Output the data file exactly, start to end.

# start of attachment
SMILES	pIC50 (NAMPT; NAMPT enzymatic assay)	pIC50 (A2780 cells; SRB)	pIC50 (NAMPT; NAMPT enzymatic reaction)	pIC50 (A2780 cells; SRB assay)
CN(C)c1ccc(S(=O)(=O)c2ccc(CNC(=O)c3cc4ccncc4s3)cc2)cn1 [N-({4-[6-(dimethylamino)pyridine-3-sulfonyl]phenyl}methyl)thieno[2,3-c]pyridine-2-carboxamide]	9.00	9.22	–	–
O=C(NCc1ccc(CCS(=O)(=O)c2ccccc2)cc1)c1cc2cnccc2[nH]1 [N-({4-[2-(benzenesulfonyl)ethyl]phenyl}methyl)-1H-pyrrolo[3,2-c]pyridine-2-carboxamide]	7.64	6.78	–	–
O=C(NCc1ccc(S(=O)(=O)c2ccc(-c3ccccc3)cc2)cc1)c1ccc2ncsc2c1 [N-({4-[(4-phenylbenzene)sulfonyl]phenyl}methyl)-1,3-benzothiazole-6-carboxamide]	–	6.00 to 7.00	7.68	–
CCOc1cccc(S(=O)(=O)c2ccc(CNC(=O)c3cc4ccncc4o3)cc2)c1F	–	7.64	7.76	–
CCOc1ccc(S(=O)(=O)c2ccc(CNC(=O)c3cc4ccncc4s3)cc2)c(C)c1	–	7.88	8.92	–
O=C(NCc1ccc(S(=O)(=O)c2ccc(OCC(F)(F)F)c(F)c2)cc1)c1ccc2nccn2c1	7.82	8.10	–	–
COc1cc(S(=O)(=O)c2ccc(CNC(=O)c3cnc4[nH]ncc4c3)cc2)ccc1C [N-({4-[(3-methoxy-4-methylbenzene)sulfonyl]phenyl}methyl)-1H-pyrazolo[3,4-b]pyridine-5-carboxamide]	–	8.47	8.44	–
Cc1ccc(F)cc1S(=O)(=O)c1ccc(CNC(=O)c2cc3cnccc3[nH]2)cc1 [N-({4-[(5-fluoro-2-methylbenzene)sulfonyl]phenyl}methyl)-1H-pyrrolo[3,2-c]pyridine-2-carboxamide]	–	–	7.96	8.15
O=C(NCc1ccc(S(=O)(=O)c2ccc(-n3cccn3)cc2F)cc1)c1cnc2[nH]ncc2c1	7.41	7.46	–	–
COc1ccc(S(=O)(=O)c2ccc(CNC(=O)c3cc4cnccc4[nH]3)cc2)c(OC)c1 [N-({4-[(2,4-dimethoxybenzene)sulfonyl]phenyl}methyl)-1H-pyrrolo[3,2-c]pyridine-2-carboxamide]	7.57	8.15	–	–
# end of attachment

SMILES	pIC50 (NAMPT; NAMPT enzymatic assay)	pIC50 (A2780 cells; SRB)	pIC50 (NAMPT; NAMPT enzymatic reaction)	pIC50 (A2780 cells; SRB assay)
CN(C)c1ccc(S(=O)(=O)c2ccc(CNC(=O)c3cc4ccncc4s3)cc2)cn1 [N-({4-[6-(dimethylamino)pyridine-3-sulfonyl]phenyl}methyl)thieno[2,3-c]pyridine-2-carboxamide]	9.00	9.22	–	–
O=C(NCc1ccc(CCS(=O)(=O)c2ccccc2)cc1)c1cc2cnccc2[nH]1 [N-({4-[2-(benzenesulfonyl)ethyl]phenyl}methyl)-1H-pyrrolo[3,2-c]pyridine-2-carboxamide]	7.64	6.78	–	–
O=C(NCc1ccc(S(=O)(=O)c2ccc(-c3ccccc3)cc2)cc1)c1ccc2ncsc2c1 [N-({4-[(4-phenylbenzene)sulfonyl]phenyl}methyl)-1,3-benzothiazole-6-carboxamide]	–	6.00 to 7.00	7.68	–
CCOc1cccc(S(=O)(=O)c2ccc(CNC(=O)c3cc4ccncc4o3)cc2)c1F	–	7.64	7.76	–
CCOc1ccc(S(=O)(=O)c2ccc(CNC(=O)c3cc4ccncc4s3)cc2)c(C)c1	–	7.88	8.92	–
O=C(NCc1ccc(S(=O)(=O)c2ccc(OCC(F)(F)F)c(F)c2)cc1)c1ccc2nccn2c1	7.82	8.10	–	–
COc1cc(S(=O)(=O)c2ccc(CNC(=O)c3cnc4[nH]ncc4c3)cc2)ccc1C [N-({4-[(3-methoxy-4-methylbenzene)sulfonyl]phenyl}methyl)-1H-pyrazolo[3,4-b]pyridine-5-carboxamide]	–	8.47	8.44	–
Cc1ccc(F)cc1S(=O)(=O)c1ccc(CNC(=O)c2cc3cnccc3[nH]2)cc1 [N-({4-[(5-fluoro-2-methylbenzene)sulfonyl]phenyl}methyl)-1H-pyrrolo[3,2-c]pyridine-2-carboxamide]	–	–	7.96	8.15
O=C(NCc1ccc(S(=O)(=O)c2ccc(-n3cccn3)cc2F)cc1)c1cnc2[nH]ncc2c1	7.41	7.46	–	–
COc1ccc(S(=O)(=O)c2ccc(CNC(=O)c3cc4cnccc4[nH]3)cc2)c(OC)c1 [N-({4-[(2,4-dimethoxybenzene)sulfonyl]phenyl}methyl)-1H-pyrrolo[3,2-c]pyridine-2-carboxamide]	7.57	8.15	–	–